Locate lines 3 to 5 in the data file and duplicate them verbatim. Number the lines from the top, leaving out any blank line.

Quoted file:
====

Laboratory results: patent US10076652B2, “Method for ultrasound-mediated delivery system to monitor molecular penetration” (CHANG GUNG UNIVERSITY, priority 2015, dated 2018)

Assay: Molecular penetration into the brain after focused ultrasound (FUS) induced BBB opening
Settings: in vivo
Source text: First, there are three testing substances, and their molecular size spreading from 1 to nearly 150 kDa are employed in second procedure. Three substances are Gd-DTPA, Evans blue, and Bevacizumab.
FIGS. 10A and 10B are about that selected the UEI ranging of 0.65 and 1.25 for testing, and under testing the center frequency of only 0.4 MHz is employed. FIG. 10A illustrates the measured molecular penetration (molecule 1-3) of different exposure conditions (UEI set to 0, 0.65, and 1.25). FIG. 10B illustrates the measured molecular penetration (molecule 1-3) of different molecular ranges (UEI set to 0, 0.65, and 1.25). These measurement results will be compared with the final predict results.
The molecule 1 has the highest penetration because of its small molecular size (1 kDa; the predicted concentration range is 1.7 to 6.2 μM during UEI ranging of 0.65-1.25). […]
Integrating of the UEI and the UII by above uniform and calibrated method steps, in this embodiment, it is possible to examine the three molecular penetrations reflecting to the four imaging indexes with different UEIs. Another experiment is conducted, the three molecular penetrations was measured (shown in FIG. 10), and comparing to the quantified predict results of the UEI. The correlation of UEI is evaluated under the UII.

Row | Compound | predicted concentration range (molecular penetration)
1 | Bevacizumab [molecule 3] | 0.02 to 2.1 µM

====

Settings: in vivo
Source text: First, there are three testing substances, and their molecular size spreading from 1 to nearly 150 kDa are employed in second procedure. Three substances are Gd-DTPA, Evans blue, and Bevacizumab.
FIGS. 10A and 10B are about that selected the UEI ranging of 0.65 and 1.25 for testing, and under testing the center frequency of only 0.4 MHz is employed. FIG. 10A illustrates the measured molecular penetration (molecule 1-3) of different exposure conditions (UEI set to 0, 0.65, and 1.25). FIG. 10B illustrates the measured molecular penetration (molecule 1-3) of different molecular ranges (UEI set to 0, 0.65, and 1.25). These measurement results will be compared with the final predict results.